How to Spend More by Spending Less

A True Story About The Nigerian Federal Budget

A month earlier than has been the case in the last three years, President Muhammadu Buhari presented his proposed 2018 budget which, as usual, will see the federal government attempt an expansionary fiscal policy. Specifically, the government proposes to raise fiscal spending by 16 percent to a record N8.6 trillion from the previous budget peak in 2017. To finance the budget, the Buhari government projects its share of fiscal receipts at an unprecedented N6.6 trillion – no previous revenue projection has ever crossed the N5 trillion mark.  

Central to the higher spending outlay is a 17 percent rise in non-debt recurrent expenditure to N3.49 trillion, itself a reflection of a 66 percent jump in largely discretionary ‘service wide votes’to N945 billion and a 12 percent rise in personnel expenses to N2.1 trillion. The increase in the latter, which has been static at N1.8 trillion for several years, alongside the rise in service wide votes - a slush fund for amnesty payments to ex-militants, the military campaign against Boko Haram and APC special projects among others - lends credence to the claim that the budget is indeed about 'consolidation'. Not of the fiscal or economic connotation as implied in the budget tagline but more about laying the groundwork for the political consolidation of the ruling APC party ahead of the February 2019 elections.  

Aside that, the net result of increased borrowing at higher interest rates on the local side is the sustained uphill climb in debt service costs which will climb 21 percent to N2.2 trillion (inclusive of a sinking fund to retire maturing debt). Added to that is a more forceful directive that the Central Bank of Nigeria (CBN) drive lower interest rates across debt markets (which it can).Therefore, to make the budget easier for the public to digest, the government raised capital spending by 12 percent to N2.4 trillion.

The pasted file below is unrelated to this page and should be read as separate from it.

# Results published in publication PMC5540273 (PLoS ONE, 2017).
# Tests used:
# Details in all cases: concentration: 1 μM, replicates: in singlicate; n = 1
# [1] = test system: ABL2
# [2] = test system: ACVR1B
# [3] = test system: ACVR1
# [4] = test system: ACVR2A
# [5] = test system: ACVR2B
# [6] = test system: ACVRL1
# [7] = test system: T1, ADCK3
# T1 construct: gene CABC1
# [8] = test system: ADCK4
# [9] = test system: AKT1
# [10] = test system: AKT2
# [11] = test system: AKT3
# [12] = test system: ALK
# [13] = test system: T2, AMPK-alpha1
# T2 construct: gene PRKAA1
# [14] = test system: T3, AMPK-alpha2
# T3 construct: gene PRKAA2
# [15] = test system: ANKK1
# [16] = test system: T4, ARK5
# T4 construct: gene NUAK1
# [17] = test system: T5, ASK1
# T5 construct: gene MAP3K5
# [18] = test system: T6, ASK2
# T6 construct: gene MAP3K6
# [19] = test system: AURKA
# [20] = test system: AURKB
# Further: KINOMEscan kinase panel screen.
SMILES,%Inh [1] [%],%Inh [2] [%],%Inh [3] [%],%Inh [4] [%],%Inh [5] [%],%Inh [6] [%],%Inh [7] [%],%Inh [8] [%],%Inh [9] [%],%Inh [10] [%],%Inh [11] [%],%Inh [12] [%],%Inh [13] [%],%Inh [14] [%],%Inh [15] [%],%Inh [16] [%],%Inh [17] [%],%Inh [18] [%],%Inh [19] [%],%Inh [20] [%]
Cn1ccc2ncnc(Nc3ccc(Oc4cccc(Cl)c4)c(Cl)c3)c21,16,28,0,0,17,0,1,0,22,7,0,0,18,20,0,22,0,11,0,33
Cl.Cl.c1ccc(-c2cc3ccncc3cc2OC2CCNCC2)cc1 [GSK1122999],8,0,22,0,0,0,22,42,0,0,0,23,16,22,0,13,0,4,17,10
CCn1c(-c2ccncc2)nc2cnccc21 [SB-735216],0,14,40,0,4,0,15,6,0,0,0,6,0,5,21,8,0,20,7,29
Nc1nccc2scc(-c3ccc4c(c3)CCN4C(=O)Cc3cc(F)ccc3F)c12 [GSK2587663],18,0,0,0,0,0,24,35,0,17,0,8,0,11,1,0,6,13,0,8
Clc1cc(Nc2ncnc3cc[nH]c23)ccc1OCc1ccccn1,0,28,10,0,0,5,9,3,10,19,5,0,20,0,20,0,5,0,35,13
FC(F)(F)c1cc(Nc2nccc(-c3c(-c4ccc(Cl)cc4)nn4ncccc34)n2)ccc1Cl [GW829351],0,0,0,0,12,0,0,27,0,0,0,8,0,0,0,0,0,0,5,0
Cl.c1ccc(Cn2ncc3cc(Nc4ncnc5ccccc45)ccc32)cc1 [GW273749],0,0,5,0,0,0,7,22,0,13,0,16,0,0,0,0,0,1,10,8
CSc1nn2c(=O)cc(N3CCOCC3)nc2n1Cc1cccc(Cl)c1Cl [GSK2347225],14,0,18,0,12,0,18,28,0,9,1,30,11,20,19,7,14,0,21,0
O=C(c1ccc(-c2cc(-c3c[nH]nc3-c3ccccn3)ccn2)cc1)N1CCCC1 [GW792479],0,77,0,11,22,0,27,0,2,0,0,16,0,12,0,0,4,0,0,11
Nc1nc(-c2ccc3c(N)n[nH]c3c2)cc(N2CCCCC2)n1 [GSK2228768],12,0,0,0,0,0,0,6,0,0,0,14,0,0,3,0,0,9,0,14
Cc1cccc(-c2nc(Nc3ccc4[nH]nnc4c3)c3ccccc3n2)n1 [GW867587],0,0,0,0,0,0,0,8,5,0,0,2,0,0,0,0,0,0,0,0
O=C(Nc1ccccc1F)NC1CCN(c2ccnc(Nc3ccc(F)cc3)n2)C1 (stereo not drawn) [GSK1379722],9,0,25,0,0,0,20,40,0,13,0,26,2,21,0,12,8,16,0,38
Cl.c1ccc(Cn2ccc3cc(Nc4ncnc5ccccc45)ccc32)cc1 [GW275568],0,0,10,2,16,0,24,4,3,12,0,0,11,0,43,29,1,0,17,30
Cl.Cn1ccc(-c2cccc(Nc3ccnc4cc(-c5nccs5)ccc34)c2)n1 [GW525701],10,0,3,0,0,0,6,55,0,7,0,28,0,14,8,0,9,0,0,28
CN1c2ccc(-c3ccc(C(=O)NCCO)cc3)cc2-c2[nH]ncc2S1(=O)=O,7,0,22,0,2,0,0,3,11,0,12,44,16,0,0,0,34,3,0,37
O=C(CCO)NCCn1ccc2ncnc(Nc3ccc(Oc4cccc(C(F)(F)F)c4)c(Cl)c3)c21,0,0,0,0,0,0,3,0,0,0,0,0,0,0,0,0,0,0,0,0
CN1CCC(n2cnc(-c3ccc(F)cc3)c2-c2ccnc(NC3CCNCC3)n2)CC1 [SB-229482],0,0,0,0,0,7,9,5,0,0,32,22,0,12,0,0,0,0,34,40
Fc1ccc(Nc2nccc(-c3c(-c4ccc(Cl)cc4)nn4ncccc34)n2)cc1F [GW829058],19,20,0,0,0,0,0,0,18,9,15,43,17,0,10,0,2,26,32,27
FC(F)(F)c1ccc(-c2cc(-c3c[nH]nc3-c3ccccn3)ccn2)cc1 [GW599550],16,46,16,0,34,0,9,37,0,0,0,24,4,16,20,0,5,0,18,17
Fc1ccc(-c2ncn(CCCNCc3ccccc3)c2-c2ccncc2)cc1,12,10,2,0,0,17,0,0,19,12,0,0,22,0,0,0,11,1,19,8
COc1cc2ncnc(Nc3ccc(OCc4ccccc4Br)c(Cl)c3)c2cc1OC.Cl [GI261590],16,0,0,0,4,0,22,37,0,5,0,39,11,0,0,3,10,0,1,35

To fund this heroic budget, the government assumes oil revenues of N2.4 trillion driven by projections of average crude price and production of US$45 per barrel and 2.3 million bpd(inclusive of condensates) respectively. Both appear reasonable in the light of recent tightening across global oil markets and largely stable domestic oil production as financial pacification of the Niger Delta militants continues to buy peace. OPEC’s decision to cap Nigeria’s oil output at 1.8million bpd (exclusive of condensates) means Total’s Egina project, which is likely to come online over 2018 could run into problems.  

As with prior years, though company and personal taxes are forecast to decline in 2018, other non-oil revenue assumptions are leavened with the yeast of optimism. Independent revenues which the government forecasts at N847 billion is well ahead of its peak in the last five years of N323 billion as the Buhari government somehow expects to extract more money from its own agencies. In a similar vein, the government expects up to N512 billion in recoveries from its anti-corruption drive which, like its more bark than bite approach, is unlikely to net anything significant.  

In all, while oil revenues appear reasonable, doubts exist over the non-oil revenues (63 percent of total) to ensure the fiscal deficit remains at the implied N2 trillion mark (1.8 percent of GDP).  

However, regardless of the likely shortcomings in revenues, the government is likely to meet its fiscal deficit target as is familiar to keen observers of actual Nigerian budget implementation. Even with disappointments across revenue streams in the last two years, the government has managed to post actual fiscal deficit of 1.6 percent and 2.2 percent of GDP simply by cutting back on capital spending. Thus, the trick is always in the optics of inflating capital spending when presenting the budget and then slowing down implementation rates accordingly to ensure fiscal discipline remains under the statutory 3 percent of GDP.  

So, who is fooling who? In real terms, government spending has contracted over the last five years even as its share of the aggregate economy has gone down. 

Spending has increased even though spending has reduced.  It's a bit like magic.  

Real Government Spending 2011 - 2016            Source: Nigeria Bureau of Statistics (NBS)